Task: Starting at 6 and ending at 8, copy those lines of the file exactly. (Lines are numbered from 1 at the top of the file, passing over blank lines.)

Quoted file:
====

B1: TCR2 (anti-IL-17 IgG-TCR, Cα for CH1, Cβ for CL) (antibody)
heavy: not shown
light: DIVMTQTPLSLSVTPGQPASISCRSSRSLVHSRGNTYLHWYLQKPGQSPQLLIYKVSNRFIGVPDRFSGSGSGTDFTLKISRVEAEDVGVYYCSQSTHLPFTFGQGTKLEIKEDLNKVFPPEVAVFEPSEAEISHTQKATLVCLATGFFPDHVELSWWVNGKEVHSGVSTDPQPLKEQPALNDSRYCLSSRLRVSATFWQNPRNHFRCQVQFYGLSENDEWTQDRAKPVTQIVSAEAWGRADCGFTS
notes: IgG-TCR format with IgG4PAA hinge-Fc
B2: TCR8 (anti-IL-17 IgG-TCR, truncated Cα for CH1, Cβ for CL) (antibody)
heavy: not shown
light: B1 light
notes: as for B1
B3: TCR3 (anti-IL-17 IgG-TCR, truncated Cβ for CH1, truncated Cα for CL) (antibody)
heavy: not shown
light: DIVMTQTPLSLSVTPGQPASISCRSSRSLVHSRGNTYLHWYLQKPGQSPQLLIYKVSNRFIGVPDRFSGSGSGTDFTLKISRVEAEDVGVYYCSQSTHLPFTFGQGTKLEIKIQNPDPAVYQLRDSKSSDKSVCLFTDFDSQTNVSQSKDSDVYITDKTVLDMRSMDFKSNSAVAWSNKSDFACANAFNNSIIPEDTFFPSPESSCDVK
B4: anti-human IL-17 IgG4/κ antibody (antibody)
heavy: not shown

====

heavy: not shown
light: B1 light
notes: as for B1